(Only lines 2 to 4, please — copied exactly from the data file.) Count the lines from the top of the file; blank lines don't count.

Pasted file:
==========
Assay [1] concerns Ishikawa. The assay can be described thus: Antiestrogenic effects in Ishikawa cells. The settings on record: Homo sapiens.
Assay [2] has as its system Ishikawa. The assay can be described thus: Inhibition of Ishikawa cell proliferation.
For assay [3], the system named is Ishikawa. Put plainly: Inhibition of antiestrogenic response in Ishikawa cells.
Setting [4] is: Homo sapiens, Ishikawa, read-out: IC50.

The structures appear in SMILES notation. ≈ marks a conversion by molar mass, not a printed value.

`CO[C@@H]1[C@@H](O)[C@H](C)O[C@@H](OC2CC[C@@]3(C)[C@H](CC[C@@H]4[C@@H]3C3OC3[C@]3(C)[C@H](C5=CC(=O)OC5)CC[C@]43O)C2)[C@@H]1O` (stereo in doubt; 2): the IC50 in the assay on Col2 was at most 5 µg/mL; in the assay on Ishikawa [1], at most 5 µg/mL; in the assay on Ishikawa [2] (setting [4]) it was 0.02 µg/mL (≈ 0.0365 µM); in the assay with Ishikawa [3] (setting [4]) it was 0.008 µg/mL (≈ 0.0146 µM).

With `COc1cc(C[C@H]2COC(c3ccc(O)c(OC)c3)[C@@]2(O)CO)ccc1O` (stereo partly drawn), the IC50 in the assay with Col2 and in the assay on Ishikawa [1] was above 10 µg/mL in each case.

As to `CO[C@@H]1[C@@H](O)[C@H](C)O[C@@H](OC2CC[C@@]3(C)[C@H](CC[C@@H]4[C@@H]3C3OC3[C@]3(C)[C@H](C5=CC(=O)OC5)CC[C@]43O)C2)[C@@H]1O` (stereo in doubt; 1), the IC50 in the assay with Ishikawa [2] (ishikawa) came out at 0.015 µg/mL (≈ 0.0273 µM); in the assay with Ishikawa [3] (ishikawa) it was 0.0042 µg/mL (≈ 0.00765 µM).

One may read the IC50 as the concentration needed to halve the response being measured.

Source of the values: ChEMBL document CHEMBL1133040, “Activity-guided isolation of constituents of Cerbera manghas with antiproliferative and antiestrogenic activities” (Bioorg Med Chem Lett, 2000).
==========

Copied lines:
Assay [2] has as its system Ishikawa. The assay can be described thus: Inhibition of Ishikawa cell proliferation.
For assay [3], the system named is Ishikawa. Put plainly: Inhibition of antiestrogenic response in Ishikawa cells.
Setting [4] is: Homo sapiens, Ishikawa, read-out: IC50.